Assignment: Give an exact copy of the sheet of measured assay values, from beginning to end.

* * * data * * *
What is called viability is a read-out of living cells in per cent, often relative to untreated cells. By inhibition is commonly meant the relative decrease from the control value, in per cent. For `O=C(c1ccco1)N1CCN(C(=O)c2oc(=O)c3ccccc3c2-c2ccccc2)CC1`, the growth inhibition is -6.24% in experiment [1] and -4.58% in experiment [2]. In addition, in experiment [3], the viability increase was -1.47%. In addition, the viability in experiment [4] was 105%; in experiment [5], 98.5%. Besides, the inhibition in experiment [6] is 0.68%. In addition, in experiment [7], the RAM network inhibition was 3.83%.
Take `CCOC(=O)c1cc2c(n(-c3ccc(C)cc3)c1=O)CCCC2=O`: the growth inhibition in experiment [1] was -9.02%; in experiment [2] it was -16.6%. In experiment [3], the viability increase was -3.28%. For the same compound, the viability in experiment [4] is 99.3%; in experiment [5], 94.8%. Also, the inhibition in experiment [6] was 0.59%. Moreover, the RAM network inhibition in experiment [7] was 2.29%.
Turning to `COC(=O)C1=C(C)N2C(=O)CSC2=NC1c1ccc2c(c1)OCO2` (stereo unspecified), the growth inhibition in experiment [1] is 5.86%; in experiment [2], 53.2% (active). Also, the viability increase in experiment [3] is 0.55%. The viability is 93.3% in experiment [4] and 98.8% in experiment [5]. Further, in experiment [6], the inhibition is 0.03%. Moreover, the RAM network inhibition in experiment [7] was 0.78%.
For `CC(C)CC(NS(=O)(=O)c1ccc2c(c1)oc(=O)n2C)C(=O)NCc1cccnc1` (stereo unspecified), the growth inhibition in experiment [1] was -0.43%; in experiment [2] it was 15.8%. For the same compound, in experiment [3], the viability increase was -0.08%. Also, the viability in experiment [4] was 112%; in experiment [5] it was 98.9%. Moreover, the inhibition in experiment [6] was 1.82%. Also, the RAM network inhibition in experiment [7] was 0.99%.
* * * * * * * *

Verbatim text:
What is called viability is a read-out of living cells in per cent, often relative to untreated cells. By inhibition is commonly meant the relative decrease from the control value, in per cent. For `O=C(c1ccco1)N1CCN(C(=O)c2oc(=O)c3ccccc3c2-c2ccccc2)CC1`, the growth inhibition is -6.24% in experiment [1] and -4.58% in experiment [2]. In addition, in experiment [3], the viability increase was -1.47%. In addition, the viability in experiment [4] was 105%; in experiment [5], 98.5%. Besides, the inhibition in experiment [6] is 0.68%. In addition, in experiment [7], the RAM network inhibition was 3.83%.
Take `CCOC(=O)c1cc2c(n(-c3ccc(C)cc3)c1=O)CCCC2=O`: the growth inhibition in experiment [1] was -9.02%; in experiment [2] it was -16.6%. In experiment [3], the viability increase was -3.28%. For the same compound, the viability in experiment [4] is 99.3%; in experiment [5], 94.8%. Also, the inhibition in experiment [6] was 0.59%. Moreover, the RAM network inhibition in experiment [7] was 2.29%.
Turning to `COC(=O)C1=C(C)N2C(=O)CSC2=NC1c1ccc2c(c1)OCO2` (stereo unspecified), the growth inhibition in experiment [1] is 5.86%; in experiment [2], 53.2% (active). Also, the viability increase in experiment [3] is 0.55%. The viability is 93.3% in experiment [4] and 98.8% in experiment [5]. Further, in experiment [6], the inhibition is 0.03%. Moreover, the RAM network inhibition in experiment [7] was 0.78%.
For `CC(C)CC(NS(=O)(=O)c1ccc2c(c1)oc(=O)n2C)C(=O)NCc1cccnc1` (stereo unspecified), the growth inhibition in experiment [1] was -0.43%; in experiment [2] it was 15.8%. For the same compound, in experiment [3], the viability increase was -0.08%. Also, the viability in experiment [4] was 112%; in experiment [5] it was 98.9%. Moreover, the inhibition in experiment [6] was 1.82%. Also, the RAM network inhibition in experiment [7] was 0.99%.